5 Halloween Character Case Files

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If you’ve decided to dress as a scary, creepy character this Halloween, you’re likely to have plenty of company. Witches, zombies, ghouls, vampires, and werewolves are perennial favorites of young and old alike.

You should also know, however, that most of these characters have medical and psychological “baggage,” say the handful of experts who study them.

So don’t just take along a vial of hallucinate, with visual and auditory changes, and their breathing becomes depressed, he says. Those are the ones who turn into “zombies” — someone who can barely walk, barley see, and walks very clumsily. They walk around with arms outstretched, stiff arms and legs, as if they are bumping into things, he says.

Those who absorbed it slowly, he says, went home and slept it off. And they were presumed innocent.

Another expert, Daniel Lapin, PhD, a clinical psychologist with a private practice in San Francisco, sees the medical mystery of zombies differently. In Haiti in the 1700 and 1800s, the bokor, or priest, selected a victim and laced his drink with curare, a preparation of plant poisons that knocks out the motor nerves but keeps the sensory system untouched.

“As total paralysis sets in, the bokor pretends to be magically inducing the paralysis,” Lapin says. “The bokor next officiates at the victim’s burial. The victim thinks he or she is being buried alive.” And the victim is right.

Two or three days later, the bokor digs up the victim. “The victim bonds subserviently and forever with the person who digs them up, usually the person who drugged them,” Lapin says.

Sometimes, however, Lapin says the victim would “go crazy during the ordeal,” and the bokor then has no use for them and drives them away. The victim would then be likely to wander from village to village, Lapin tells WebMD, earning the reputation as the village idiot.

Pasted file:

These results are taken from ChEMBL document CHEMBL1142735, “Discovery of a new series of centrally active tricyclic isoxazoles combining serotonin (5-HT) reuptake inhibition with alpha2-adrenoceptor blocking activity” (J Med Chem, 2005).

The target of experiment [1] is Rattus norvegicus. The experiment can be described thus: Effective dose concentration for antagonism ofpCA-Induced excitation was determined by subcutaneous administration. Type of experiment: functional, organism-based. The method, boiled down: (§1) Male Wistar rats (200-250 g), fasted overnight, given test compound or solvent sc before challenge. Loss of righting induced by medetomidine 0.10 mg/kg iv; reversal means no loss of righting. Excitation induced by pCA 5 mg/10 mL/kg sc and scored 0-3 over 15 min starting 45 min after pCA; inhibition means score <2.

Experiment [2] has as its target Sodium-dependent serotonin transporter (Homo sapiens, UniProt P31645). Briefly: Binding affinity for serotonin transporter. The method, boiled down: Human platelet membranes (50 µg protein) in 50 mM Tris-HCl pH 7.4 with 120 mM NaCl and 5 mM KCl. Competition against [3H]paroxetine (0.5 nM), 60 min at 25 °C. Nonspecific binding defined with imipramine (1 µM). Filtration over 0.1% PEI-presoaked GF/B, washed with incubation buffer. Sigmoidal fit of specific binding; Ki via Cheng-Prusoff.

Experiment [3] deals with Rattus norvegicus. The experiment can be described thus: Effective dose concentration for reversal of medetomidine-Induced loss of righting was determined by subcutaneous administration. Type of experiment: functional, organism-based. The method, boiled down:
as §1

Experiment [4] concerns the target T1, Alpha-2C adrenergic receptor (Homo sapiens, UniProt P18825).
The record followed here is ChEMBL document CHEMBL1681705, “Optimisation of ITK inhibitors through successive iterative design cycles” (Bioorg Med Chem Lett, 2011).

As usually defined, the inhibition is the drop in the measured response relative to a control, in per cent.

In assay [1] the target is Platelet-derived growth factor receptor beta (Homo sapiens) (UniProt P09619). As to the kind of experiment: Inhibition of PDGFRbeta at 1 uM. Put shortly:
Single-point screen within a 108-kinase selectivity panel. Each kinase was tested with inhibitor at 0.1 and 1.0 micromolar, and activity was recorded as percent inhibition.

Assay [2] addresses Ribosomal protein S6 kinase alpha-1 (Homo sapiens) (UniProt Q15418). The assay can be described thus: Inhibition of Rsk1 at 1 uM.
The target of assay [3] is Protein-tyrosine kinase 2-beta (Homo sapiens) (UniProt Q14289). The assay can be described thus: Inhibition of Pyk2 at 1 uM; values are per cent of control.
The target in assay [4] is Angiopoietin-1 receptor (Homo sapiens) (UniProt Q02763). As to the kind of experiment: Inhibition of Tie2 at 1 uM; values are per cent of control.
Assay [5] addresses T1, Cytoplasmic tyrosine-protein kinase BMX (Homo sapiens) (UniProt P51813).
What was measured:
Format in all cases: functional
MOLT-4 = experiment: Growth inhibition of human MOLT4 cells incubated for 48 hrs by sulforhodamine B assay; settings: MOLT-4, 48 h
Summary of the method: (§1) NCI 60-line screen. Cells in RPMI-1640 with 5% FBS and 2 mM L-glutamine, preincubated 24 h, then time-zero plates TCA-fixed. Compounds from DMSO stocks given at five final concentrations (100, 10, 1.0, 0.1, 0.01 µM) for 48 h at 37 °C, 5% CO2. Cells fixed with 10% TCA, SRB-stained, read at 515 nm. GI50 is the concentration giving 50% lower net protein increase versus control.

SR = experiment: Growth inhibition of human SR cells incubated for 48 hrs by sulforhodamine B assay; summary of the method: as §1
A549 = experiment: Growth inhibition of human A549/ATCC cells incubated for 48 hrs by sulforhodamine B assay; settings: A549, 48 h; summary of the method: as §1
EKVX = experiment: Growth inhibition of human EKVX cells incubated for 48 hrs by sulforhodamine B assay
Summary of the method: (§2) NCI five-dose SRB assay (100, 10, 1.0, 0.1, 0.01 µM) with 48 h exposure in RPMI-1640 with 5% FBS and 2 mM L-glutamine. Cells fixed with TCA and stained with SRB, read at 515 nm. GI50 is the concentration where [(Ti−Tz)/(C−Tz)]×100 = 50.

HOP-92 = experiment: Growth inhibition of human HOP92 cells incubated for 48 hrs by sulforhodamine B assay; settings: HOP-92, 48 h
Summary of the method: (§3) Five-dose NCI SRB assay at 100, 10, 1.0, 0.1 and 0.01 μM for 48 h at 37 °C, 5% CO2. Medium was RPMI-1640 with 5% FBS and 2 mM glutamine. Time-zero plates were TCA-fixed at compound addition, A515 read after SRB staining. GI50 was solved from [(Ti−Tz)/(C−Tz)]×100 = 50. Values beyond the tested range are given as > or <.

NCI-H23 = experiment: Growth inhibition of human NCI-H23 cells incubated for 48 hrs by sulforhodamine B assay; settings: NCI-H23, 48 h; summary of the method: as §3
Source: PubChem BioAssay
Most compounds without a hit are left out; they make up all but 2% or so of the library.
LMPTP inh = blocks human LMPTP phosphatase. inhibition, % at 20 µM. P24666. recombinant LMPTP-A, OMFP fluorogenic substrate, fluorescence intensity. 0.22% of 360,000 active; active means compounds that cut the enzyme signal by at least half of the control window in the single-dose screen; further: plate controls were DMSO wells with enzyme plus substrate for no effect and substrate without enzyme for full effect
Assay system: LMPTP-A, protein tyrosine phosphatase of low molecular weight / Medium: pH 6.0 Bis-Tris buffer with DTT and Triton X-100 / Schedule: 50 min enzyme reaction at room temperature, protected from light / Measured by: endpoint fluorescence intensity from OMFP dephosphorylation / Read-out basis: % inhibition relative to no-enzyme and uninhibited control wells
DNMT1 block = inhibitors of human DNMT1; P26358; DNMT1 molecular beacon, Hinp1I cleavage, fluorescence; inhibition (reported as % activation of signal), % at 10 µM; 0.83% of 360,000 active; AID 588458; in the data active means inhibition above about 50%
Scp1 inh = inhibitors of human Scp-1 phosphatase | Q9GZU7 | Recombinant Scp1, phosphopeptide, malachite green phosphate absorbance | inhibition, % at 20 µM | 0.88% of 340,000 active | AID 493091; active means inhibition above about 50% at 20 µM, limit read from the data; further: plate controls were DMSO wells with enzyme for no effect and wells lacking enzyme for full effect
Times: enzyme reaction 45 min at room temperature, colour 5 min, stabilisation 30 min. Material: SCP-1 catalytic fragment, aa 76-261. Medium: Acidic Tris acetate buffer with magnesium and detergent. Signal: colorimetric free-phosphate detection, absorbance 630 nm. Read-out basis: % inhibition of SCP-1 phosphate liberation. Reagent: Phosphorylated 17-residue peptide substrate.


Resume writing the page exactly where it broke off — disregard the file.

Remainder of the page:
Halloween Character Case File No. 3: Ghouls

Ghouls, traced back to ancient Arabic folklore, have a complicated, troubling psychological profile. They like to hang around burial grounds. And they have an obsessive-compulsive desire to consume corpses, says Lapin. “Unlike a psychotic, they know what they are doing, know the consequences, know it is wrong, and could turn themselves in,” he says.

“Some just obsess about this in their head,” he says, but some actually do the dastardly deed. In 19th-century India, for instance, Lapin says there are reports of women with this condition, sitting around a grave and “chowing down.”

Halloween Character Case File No. 4: Vampires

Probably the best-known vampire is Dracula, the centuries-old vampire who stars in the 1897 Gothic horror novel by Bram Stoker.

While some say vampires have no medication.”

If he had to pick a psychiatric diagnosis for vampires, he says, “I would say they were suffering from delusional schizophrenia.” Vampires might have believed they could live a long time if they drank human blood, Krippner says.

Halloween Character Case File No. 5: Werewolves

Werewolves, talked about and reported on since ancient Greek times, may have a rare psychiatric disorder called lycanthropy, in which one has the delusion he or she is being transformed into a wolf.

The lycanthropy can be due to a hair growth is the werewolf’s way to disassociate, Lapin says. “It’s simply a way to stay unconscious of what they are doing.”

The Joy of Being Creeped Out on Halloween

If your motto is the scarier the costume, the better, chances are you like the creepiness of it all.

And some say that’s just fine — at least for while. “Halloween,” Krippner says, “is one of the few occasions where it is OK to flirt with the dark side of life.”